Installing Different Android System WebView Release Tracks

A single release of ASW leaves everybody in a single lane, at least as far as important updates are concerned. Thankfully, Google is offering more choice for Android users with devices running Android 10 and newer.

This release of Android includes a version of WebView that shares much of the same code as the Google Chrome app. This includes shared benefits for both apps, including a smaller footprint and a more consistent experience. 

Rather than offer this as a single option, Google offers four different release tracks for WebView that you can install. 

These include:

  • WebView Stable: updated every few weeks after a full test schedule to ensure stability across the widest number of devices. This is the release included on all Android devices.
  • WebView Beta: A beta release, sharing most of the code and features with WebView stable. This release may include additional bugs due to the reduced testing.
  • WebView Dev: This is a development release, subject to major changes. This release is updated weekly, with users likely to encounter bugs and issues, but you’ll also be able to try and test new features or fixes before other users.
  • WebView Canary: The absolute cutting-edge, latest release with zero testing. This is a daily release with the latest code from the previous day. Use with caution!

Once you’ve installed one of these WebView releases, you can switch to it in your Android developer options menu. This is usually hidden, so access your Android settings. From there, tap About Phone > Software Information, then double-tap the Build number information several times.

This will activate developer mode on your phone. Once enabled, return to your Android settings and tap WebView implementation. A list of available WebView releases will be available here—tap the option you want to use to switch to using it.

For devices running Android 7 to 9, you can instead install Google Chrome release tracks (Stable, Beta, Dev and Canary) that achieve the same effect. This is because WebView is integrated within the Google Chrome app for these releases.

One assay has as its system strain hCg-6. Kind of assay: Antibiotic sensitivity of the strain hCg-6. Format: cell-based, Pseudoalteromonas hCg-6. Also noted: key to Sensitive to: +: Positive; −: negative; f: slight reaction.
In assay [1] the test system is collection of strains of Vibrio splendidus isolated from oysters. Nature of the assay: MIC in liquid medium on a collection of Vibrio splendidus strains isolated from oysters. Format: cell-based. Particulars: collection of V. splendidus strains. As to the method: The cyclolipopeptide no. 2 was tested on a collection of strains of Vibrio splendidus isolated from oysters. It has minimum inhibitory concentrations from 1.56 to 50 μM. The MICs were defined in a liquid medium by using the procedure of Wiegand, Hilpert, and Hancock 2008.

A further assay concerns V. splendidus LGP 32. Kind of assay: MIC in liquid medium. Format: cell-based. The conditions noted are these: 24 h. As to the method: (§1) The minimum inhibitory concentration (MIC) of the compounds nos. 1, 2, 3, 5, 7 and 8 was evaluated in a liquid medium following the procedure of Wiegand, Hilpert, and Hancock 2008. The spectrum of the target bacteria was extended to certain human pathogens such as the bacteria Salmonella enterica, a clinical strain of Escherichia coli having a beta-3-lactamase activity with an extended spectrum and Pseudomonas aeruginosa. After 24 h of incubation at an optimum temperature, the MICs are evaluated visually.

How To Disable Or Delete Android System WebView

If you want to disable or delete Android System Webview, the simple answer is: you can’t (or you shouldn’t). This is an essential system component, required to open web content in Android apps.

The best thing you can do is leave WebView enabled and keep it up-to-date using the Google Play Store. If you’re having trouble with web content loading on your Android device, look at switching to a newer version of WebView using the steps above.

A bug in a stable release might be fixed in a newer beta release of WebView. Of course, these fixes should filter through to the WebView stable release after a short period of time, so it may be best to wait in most circumstances.

Keeping Android Updated

Android devices aren’t best known for their ability to remain updated, but by keeping ASW as a separate system component, Google can quickly push out urgent bug fixes using the Google Play Store. This is installed on almost all Android devices, including emulated Android devices on your PC.

This is another part of the common smartphone security measures used by developers like Google and Android to keep devices protected against the worst threats. If you’re really worried about security, you could think about installing an Android antivirus app, but this may not be necessary for most users.



Source link